Birth Diaries: 'I Lied About My Contractions To Get Into Hospital – And Thank God I Did'

My son made a rather swift appearance.

In HuffPost Birth Diaries we hear the extraordinary stories of the everyday miracle of birth. This week, Eva Katona, 40, shares her story. If you’d like to share yours, email amy.packham@huffpost.com.

I’d never given birth before, but I assumed the first signs of labour would be pain: contractions, or the feeling that something in there was moving. But two weeks before my due date – before I’d even noticed a twinge of pain – I woke up with soaking wet sheets. My waters had broken.

It was my first baby, so I did what many others would do in that situation: panic. My husband and I got up, packed a hospital bag, dressed ourselves, rushed to hospital. And then got sent straight home. The midwives literally looked at me and said, “Come back when you’ve got contractions, at least 20 in a minute”.

But, as a first-time mum, I was desperate to be in the safe hands of the hospital staff. We headed home but I spent the next few hours trying to get back to the ward to calm my nerves – and as it turned out, my anxiousness wasn’t based on entirely nothing. Because my baby decided to make a rather swift appearance.

EvaKatona

We arrived home mid-morning, and we didn’t know what to do with ourselves. I was in labour, but the pain was relatively low – just a little discomfort and leaking – so I spent hours walking back and forth to the bathroom. Changing pads, checking my watch, watching TV.

A few hours later, the contractions came. I knew then I really wanted to get to hospital – I guess I’m the kind of person who heavily trusts in professionals; they’d know what to do, and I had no clue.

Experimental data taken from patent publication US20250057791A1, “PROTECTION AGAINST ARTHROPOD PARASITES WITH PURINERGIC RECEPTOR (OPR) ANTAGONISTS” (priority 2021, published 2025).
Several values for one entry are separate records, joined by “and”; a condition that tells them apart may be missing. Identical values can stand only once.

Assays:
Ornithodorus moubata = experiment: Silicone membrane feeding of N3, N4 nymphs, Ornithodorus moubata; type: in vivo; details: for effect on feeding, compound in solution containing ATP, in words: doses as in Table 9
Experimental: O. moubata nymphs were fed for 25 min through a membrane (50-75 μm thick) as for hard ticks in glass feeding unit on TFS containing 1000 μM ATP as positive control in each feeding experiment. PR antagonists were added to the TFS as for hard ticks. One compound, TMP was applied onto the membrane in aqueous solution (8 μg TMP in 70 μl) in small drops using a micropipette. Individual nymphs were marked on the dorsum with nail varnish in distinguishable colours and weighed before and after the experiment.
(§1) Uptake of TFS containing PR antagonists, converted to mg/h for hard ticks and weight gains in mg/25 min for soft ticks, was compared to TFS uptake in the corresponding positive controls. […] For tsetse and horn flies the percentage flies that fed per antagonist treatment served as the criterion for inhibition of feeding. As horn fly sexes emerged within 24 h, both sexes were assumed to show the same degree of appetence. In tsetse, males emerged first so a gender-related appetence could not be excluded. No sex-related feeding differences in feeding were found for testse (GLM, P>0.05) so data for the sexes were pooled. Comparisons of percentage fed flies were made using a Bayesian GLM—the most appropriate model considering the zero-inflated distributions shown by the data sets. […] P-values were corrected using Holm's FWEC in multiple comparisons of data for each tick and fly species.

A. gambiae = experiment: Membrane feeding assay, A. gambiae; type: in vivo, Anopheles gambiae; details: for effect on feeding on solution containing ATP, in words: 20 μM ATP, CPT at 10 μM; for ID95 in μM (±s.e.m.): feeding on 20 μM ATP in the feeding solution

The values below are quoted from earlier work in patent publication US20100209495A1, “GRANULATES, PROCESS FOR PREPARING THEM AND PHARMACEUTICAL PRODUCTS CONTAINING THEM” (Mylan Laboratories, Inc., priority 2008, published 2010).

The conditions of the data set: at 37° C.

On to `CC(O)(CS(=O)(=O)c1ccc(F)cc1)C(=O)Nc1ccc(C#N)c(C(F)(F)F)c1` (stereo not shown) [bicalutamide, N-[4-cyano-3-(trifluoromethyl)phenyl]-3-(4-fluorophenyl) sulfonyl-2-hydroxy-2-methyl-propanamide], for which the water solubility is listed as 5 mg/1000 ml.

So while I’d been advised to stay at home until I had enough contractions per minute, I kept calling the hospital. While I didn’t feel like I was about to pop, I still found myself saying: “I feel like it’s quite advanced!” on the phone.

Each time, I was told to take paracetamol and call back when my labour was further along. That is sound medical advice, but to me it felt like a blow each time. “We can’t let you in yet,” they’d say – like there was no room at the inn.

EvaKatona

In the end, I lied. “Yep, I have that,” I said when another midwife reminded me I needed a certain number of contractions before coming in – although actually I had half that number. I know that it was cheeky, but it was what I needed – and, considering how the rest of my birth story panned out, it was actually a good job I went to hospital early.

The journey to hospital was strange because I knew that when we returned home in that car, we’d be a little family. It was like my son was getting ready for his arrival, like he knew exactly where we were heading.

And he seemed to be in an increasing hurry. During the 10-minute drive, my contractions started to move from pain to an urge to push. I had no idea what stage of labour I was at, but the closer we got to the ward, the sooner I felt he was going to make an appearance.

By 5pm, I was sitting in the ward, being examined by a midwife who told me I was 8cm dilated. This baby was coming!

If I hadn’t had lied about my contractions, I’d probably have given birth to my son on my living room floor. Of course I didn’t blame the staff for sending me away – birth is far from textbook, and even I was shocked about how quickly I’d gone from low-level pain, to that urge to push.

My partner and I were sent straight to the birthing suite, although my hopes of a water birth went out the window because I couldn’t get in the pool at such a late stage. I also couldn’t have any other pain relief – even though I was begging for it – because I was in the late stages of labour and it would have delayed the birth. And my son definitely wasn’t hanging around.

I was put on the bed and hooked up to the monitors, then I pushed for about 20 minutes and he was there. Just like that.

I’d spent months going over and over in my head what my birth would be like – and in the end it was a unique string of events, everything perfectly leading to his safe birth in hospital.

It didn’t go how I’d expect – labour went from zero to 100 in an hour – but I wouldn’t have it any other way. Laszlo was perfect.

My birth advice?

It’s good to prepare – but most of the time, it never goes according to plan. Be at peace with that in advance.

As told to Amy Packham.